Call me liberal, progressive, whatever you like. Parse it how you will, I occupy somewhere most of the way to the leftwards end of the political spectrum. If I had to self-label, I’d probably call myself a Social Democrat. My ideal economic arrangement would be using the productive capabilities of capitalism to achieve socialist-style ends (something along the lines of Iain Banks’ notions about the Culture in his novels, which can be summed up at the organizational level as ‘socialism within, capitalism without.’). Politically, I’d like to see a strong democracy in which participation by an informed citizenry with a liberal education, historical and scientific knowledge, and critical thinking skills ran the show. I’m in favor of single-payer universal healthcare, a guaranteed basic income, and top marginal tax rates approaching ninety percent (I’m also in favor of allowing folks to assign how their tax monies are spent, at least within a set of broad categories). I’m not against people becoming wealthy, but I think that option should only open up once the floor has been raised and guaranteed, for everybody.
So that’s where I’m coming from, in case any of the ten or fifteen people who read this blog didn’t already know. And I think there are lots of folks who’d agree with me, though the kinds of views I espouse don’t get a lot of play in the mainstream media.
So, given the rapid approach of primary and caucus season, what’s a pragmatic idealist to do?
It’s tempting, I think, for lots of folks, to skip primaries and caucuses. And I get it. It’s not the real deal, and they’re not very sexy (caucuses, in particular, are not sexy). But it’s precisely here, in the election before the election, that your vote counts the most. Partly because relatively few people vote and/or caucus. But mostly because you can — and should — vote your conscience [*]. Even if your candidate doesn’t win, by showing up to support them you show your willingness to vote, which sends a message to the winner that you’re someone whose opinion has to be taken into consideration if they want your vote in the general.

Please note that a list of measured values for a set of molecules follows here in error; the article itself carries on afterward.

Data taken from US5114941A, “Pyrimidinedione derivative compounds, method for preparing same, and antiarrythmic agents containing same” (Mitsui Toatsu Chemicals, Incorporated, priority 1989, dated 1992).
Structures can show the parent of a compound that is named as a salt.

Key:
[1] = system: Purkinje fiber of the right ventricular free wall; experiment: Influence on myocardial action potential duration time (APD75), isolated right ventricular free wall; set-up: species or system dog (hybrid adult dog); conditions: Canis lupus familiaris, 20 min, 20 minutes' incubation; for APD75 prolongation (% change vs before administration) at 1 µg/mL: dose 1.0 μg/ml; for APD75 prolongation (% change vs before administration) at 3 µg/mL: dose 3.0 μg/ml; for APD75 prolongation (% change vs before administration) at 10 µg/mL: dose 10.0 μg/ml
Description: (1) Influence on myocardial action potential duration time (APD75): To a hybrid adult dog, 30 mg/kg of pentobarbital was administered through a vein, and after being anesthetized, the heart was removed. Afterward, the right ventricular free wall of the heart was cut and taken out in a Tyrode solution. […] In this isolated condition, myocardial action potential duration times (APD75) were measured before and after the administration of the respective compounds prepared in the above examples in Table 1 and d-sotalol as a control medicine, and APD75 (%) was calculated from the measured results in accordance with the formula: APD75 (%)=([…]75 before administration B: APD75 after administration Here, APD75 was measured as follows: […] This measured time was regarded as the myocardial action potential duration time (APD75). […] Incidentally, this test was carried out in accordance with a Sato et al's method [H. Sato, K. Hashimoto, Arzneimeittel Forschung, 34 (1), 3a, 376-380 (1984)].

Now, in this election, my candidate is Bernie Sanders. And I’m absolutely going to show up and caucus for him (my fellow Washington residents can find out where to caucus here). The more delegates we send to the Democratic convention pledged to cast their votes for Bernie (at least in the first round), the better his chances for securing the nomination. Even if he doesn’t — and I think there’s a good chance he will — it sends a message to Hillary Clinton (who’s a bit centrist and careerist for my taste) that if she wants those delegates, she’ll have to tack left (an excellent example is John Edwards back in ’08, who when he flamed out for cheating on his awesome spouse was able to parley the delegates he’d won into a promise from Obama to keep on with his Two Americas theme), which is what I want as a voter and citizen.
[*] A side-note for those radical enough to abstain from Democratic party politics: Obviously caucuses are not for you, being intra-party affairs, but a Primary vote is an excellent place to cast a ballot according to your conscience. Even, perhaps especially, in Washington state, where primaries are non-binding, registering your position on the issues and candidates is an excellent way of making your voice heard. Short of volunteering and/or donating, it might be the best way of making your voice heard, especially if your ideal candidate doesn’t belong to a mainstream political party.